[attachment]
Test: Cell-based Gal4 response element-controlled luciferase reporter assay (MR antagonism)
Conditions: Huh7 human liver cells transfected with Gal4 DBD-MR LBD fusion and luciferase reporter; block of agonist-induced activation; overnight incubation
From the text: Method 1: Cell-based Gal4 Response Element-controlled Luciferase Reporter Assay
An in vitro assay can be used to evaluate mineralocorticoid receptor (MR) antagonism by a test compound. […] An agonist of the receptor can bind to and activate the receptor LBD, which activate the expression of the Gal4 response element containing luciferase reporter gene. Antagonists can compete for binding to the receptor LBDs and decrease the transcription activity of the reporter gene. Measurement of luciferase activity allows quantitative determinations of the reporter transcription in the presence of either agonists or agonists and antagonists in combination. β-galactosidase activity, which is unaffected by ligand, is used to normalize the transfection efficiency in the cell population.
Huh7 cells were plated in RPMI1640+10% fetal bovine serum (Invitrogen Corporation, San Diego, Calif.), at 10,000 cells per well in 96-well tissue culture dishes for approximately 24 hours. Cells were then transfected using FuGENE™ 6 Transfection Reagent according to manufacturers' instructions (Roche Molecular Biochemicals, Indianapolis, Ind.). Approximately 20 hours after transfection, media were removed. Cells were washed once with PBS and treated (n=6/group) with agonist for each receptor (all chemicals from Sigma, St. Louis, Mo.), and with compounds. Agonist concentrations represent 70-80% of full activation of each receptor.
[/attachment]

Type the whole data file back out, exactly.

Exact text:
Test: Cell-based Gal4 response element-controlled luciferase reporter assay (MR antagonism)
Conditions: Huh7 human liver cells transfected with Gal4 DBD-MR LBD fusion and luciferase reporter; block of agonist-induced activation; overnight incubation
From the text: Method 1: Cell-based Gal4 Response Element-controlled Luciferase Reporter Assay
An in vitro assay can be used to evaluate mineralocorticoid receptor (MR) antagonism by a test compound. […] An agonist of the receptor can bind to and activate the receptor LBD, which activate the expression of the Gal4 response element containing luciferase reporter gene. Antagonists can compete for binding to the receptor LBDs and decrease the transcription activity of the reporter gene. Measurement of luciferase activity allows quantitative determinations of the reporter transcription in the presence of either agonists or agonists and antagonists in combination. β-galactosidase activity, which is unaffected by ligand, is used to normalize the transfection efficiency in the cell population.
Huh7 cells were plated in RPMI1640+10% fetal bovine serum (Invitrogen Corporation, San Diego, Calif.), at 10,000 cells per well in 96-well tissue culture dishes for approximately 24 hours. Cells were then transfected using FuGENE™ 6 Transfection Reagent according to manufacturers' instructions (Roche Molecular Biochemicals, Indianapolis, Ind.). Approximately 20 hours after transfection, media were removed. Cells were washed once with PBS and treated (n=6/group) with agonist for each receptor (all chemicals from Sigma, St. Louis, Mo.), and with compounds. Agonist concentrations represent 70-80% of full activation of each receptor.